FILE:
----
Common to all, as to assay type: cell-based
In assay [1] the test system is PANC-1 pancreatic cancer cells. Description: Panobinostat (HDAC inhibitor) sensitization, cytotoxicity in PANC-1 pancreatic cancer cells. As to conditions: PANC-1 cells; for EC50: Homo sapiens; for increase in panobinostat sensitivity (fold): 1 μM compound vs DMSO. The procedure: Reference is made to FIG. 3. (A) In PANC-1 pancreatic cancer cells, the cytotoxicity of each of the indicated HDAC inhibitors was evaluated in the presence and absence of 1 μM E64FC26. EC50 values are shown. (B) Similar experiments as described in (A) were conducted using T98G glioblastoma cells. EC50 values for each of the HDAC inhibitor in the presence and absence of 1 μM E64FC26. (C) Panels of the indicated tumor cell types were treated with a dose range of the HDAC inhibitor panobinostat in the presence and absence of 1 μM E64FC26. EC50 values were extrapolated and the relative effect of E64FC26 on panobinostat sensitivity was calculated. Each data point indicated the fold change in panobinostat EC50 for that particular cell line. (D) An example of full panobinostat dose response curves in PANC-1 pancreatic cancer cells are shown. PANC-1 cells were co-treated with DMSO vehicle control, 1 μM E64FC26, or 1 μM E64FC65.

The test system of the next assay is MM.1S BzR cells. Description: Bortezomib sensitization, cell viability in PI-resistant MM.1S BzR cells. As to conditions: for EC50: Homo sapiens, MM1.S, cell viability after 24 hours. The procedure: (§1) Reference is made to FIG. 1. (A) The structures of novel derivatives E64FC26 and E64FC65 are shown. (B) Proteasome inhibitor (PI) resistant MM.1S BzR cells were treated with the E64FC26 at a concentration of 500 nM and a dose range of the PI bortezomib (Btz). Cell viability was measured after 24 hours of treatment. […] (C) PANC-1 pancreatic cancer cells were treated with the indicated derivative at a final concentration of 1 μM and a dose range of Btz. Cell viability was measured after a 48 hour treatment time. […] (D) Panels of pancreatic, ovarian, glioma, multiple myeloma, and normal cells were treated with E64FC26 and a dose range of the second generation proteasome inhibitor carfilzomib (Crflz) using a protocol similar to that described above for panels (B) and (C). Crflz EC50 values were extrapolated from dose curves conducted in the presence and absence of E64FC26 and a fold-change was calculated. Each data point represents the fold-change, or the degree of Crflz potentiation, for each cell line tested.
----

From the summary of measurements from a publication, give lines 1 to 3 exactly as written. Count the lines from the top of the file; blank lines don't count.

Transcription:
Common to all, as to assay type: cell-based
In assay [1] the test system is PANC-1 pancreatic cancer cells. Description: Panobinostat (HDAC inhibitor) sensitization, cytotoxicity in PANC-1 pancreatic cancer cells. As to conditions: PANC-1 cells; for EC50: Homo sapiens; for increase in panobinostat sensitivity (fold): 1 μM compound vs DMSO. The procedure: Reference is made to FIG. 3. (A) In PANC-1 pancreatic cancer cells, the cytotoxicity of each of the indicated HDAC inhibitors was evaluated in the presence and absence of 1 μM E64FC26. EC50 values are shown. (B) Similar experiments as described in (A) were conducted using T98G glioblastoma cells. EC50 values for each of the HDAC inhibitor in the presence and absence of 1 μM E64FC26. (C) Panels of the indicated tumor cell types were treated with a dose range of the HDAC inhibitor panobinostat in the presence and absence of 1 μM E64FC26. EC50 values were extrapolated and the relative effect of E64FC26 on panobinostat sensitivity was calculated. Each data point indicated the fold change in panobinostat EC50 for that particular cell line. (D) An example of full panobinostat dose response curves in PANC-1 pancreatic cancer cells are shown. PANC-1 cells were co-treated with DMSO vehicle control, 1 μM E64FC26, or 1 μM E64FC65.

The test system of the next assay is MM.1S BzR cells. Description: Bortezomib sensitization, cell viability in PI-resistant MM.1S BzR cells. As to conditions: for EC50: Homo sapiens, MM1.S, cell viability after 24 hours. The procedure: (§1) Reference is made to FIG. 1. (A) The structures of novel derivatives E64FC26 and E64FC65 are shown. (B) Proteasome inhibitor (PI) resistant MM.1S BzR cells were treated with the E64FC26 at a concentration of 500 nM and a dose range of the PI bortezomib (Btz). Cell viability was measured after 24 hours of treatment. […] (C) PANC-1 pancreatic cancer cells were treated with the indicated derivative at a final concentration of 1 μM and a dose range of Btz. Cell viability was measured after a 48 hour treatment time. […] (D) Panels of pancreatic, ovarian, glioma, multiple myeloma, and normal cells were treated with E64FC26 and a dose range of the second generation proteasome inhibitor carfilzomib (Crflz) using a protocol similar to that described above for panels (B) and (C). Crflz EC50 values were extrapolated from dose curves conducted in the presence and absence of E64FC26 and a fold-change was calculated. Each data point represents the fold-change, or the degree of Crflz potentiation, for each cell line tested.